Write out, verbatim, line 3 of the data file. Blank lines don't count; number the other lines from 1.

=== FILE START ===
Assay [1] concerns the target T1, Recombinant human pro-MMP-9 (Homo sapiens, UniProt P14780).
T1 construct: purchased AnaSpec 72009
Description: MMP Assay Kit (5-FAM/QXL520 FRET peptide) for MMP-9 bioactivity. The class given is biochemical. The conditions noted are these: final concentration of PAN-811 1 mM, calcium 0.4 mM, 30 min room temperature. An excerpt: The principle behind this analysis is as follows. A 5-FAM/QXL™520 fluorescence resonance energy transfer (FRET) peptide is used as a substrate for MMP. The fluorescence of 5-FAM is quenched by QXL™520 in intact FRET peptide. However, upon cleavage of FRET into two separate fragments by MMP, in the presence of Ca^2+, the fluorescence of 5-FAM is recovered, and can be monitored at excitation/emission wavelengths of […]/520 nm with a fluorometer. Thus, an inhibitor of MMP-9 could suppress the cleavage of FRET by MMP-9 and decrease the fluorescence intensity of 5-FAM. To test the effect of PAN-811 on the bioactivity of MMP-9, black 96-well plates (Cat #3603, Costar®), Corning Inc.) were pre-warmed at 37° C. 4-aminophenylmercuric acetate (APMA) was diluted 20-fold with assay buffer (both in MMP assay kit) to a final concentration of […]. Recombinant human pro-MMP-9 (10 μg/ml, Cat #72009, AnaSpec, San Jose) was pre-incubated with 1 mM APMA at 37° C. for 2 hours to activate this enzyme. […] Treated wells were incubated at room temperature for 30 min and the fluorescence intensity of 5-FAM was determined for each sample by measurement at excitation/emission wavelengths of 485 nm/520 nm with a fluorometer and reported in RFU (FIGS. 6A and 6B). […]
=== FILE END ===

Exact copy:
Description: MMP Assay Kit (5-FAM/QXL520 FRET peptide) for MMP-9 bioactivity. The class given is biochemical. The conditions noted are these: final concentration of PAN-811 1 mM, calcium 0.4 mM, 30 min room temperature. An excerpt: The principle behind this analysis is as follows. A 5-FAM/QXL™520 fluorescence resonance energy transfer (FRET) peptide is used as a substrate for MMP. The fluorescence of 5-FAM is quenched by QXL™520 in intact FRET peptide. However, upon cleavage of FRET into two separate fragments by MMP, in the presence of Ca^2+, the fluorescence of 5-FAM is recovered, and can be monitored at excitation/emission wavelengths of […]/520 nm with a fluorometer. Thus, an inhibitor of MMP-9 could suppress the cleavage of FRET by MMP-9 and decrease the fluorescence intensity of 5-FAM. To test the effect of PAN-811 on the bioactivity of MMP-9, black 96-well plates (Cat #3603, Costar®), Corning Inc.) were pre-warmed at 37° C. 4-aminophenylmercuric acetate (APMA) was diluted 20-fold with assay buffer (both in MMP assay kit) to a final concentration of […]. Recombinant human pro-MMP-9 (10 μg/ml, Cat #72009, AnaSpec, San Jose) was pre-incubated with 1 mM APMA at 37° C. for 2 hours to activate this enzyme. […] Treated wells were incubated at room temperature for 30 min and the fluorescence intensity of 5-FAM was determined for each sample by measurement at excitation/emission wavelengths of 485 nm/520 nm with a fluorometer and reported in RFU (FIGS. 6A and 6B). […]